I would turn off the boost completely and try lowering the max and min boiler temps gradually.
    I have an Eco 110 with cast iron radiators. The recommended temperatures in the manual for a given radiant system are just a starting point. Don't think that you have to be close to those settings to be doing it right. The manual said I should run at 180 max / 120 min. My house is nice and warm with 128 max and 86 min, and I'm condensing all the time.
    Dial it down until it can't keep up and then adjust up just enough to satisfy the thermostat. Be aware overcast windy days will require a little more and sunny calm days a little less.
  • djc2232djc2232 Member Posts: 43
    edited November 21
    Thanks. My set up runs off of two 100 gallon propane tanks. I also have a tankless water heater and a gas range. I raised the temps and put the boost on thinking if it always on it would suck me dry.

    Ill start dialing down in small increments tonight and see how it does. I just cant get over the fact that it should be running at such long intervals like that. Ill be leaving town tomorrow night for Thanksgiving and returning Saturday evening so I wont be around to really see how it performs.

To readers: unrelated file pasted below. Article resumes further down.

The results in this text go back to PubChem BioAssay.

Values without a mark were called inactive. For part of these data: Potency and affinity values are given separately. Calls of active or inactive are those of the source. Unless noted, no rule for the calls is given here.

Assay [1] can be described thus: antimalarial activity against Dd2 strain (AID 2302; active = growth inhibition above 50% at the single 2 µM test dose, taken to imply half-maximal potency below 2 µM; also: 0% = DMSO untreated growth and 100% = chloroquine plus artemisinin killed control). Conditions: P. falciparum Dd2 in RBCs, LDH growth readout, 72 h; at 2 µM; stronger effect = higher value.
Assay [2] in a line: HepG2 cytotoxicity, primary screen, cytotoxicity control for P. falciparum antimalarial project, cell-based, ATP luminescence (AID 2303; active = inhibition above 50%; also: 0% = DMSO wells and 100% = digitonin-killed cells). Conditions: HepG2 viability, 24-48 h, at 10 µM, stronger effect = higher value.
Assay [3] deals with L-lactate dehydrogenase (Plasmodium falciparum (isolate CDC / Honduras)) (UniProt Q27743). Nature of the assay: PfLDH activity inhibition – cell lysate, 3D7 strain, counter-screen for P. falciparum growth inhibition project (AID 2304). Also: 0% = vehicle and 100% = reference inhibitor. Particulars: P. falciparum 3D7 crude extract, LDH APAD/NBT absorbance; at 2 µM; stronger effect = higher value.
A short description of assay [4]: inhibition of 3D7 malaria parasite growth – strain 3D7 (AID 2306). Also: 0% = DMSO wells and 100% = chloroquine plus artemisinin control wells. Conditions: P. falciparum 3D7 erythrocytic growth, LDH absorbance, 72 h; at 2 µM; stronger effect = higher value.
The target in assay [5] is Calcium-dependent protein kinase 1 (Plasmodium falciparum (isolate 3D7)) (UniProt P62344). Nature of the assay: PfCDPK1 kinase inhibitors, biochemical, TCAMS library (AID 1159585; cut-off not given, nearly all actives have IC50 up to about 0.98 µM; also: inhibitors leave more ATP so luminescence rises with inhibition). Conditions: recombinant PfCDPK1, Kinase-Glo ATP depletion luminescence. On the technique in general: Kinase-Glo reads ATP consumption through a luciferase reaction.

Just makes me wonder a lot when i hear it running. It sits in our "Utility" closet now boiler room which shares a room with our bedroom. You can hear it kick on. Not loud but its there.
  • kcoppkcopp Member Posts: 2,855
    I would not use the boost feature. Are you using a programmable T-stat? If its radiant floor heat you should really just find a temperature to set it at and forget about it. Let the boiler and floor maintain the set point . Because of the mass of the system it will take time to get it up to temperature as already stated... long run times are indicative of the zone temp being played w/ too much.